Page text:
The present application is related to and claims priority of U.S. provisional patent application (“Provisional Application”), Ser. No. 62/057,092, entitled “Thermal Piezo Apparatus,” filed on Sep. 29, 2014. The disclosure of the Provisional Application is hereby incorporated by reference in its entirety.

BACKGROUND OF THE INVENTION

1. Field of the Invention

The present invention relates to a cooling module and, more particularly, a piezoelectric air jet with an integrated heat dissipating module to augment cooling for electronic devices within a limited space.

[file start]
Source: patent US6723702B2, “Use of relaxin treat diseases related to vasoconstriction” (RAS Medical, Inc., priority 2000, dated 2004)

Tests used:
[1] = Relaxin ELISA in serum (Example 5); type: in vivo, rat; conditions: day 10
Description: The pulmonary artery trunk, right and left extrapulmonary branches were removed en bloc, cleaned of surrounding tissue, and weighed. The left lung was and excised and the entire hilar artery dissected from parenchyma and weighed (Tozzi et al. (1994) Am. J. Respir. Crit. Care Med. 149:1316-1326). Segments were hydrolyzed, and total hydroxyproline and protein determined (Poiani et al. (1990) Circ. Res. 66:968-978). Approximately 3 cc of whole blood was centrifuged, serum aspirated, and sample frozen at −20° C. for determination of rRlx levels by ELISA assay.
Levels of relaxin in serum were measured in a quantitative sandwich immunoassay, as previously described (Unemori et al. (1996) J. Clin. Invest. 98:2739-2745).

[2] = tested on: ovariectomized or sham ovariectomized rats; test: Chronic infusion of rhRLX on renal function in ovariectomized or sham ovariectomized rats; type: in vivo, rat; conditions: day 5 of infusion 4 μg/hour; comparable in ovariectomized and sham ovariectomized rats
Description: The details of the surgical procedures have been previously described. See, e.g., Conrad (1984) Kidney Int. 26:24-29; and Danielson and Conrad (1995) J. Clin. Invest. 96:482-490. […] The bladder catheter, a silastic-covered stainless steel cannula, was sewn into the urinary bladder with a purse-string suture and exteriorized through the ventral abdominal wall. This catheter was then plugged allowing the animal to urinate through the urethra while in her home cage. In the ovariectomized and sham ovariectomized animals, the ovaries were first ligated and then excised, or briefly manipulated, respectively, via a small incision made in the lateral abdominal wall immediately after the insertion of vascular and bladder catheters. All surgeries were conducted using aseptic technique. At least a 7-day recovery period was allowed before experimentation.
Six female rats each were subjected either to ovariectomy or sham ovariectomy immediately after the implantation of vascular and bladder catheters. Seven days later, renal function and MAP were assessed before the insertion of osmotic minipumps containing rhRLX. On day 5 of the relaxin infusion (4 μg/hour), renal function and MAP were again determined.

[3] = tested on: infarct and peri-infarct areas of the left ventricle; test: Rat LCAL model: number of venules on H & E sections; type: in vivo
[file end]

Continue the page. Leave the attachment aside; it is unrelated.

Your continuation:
2. Discussion of the Related Art

There is insufficient space for a convention cooling fan inside a smartphone-size computer. This is especially true for a smartphone-size computer that includes a high-power x86-type processor. To address this cooling issue, thermal management companies, such as SUNON in Taiwan, introduced “mighty mini-fans” which fit into such limited space. However, such “mini-fan” products do not generate enough air flow to cool down the high-power processor effectively. Recently, GE Global Research introduced a piezoelectric “dual cool jets” (DCJ) device and Murata in Japan introduced a “microblower”, which acts as a conventional fan. These devices are much thinner.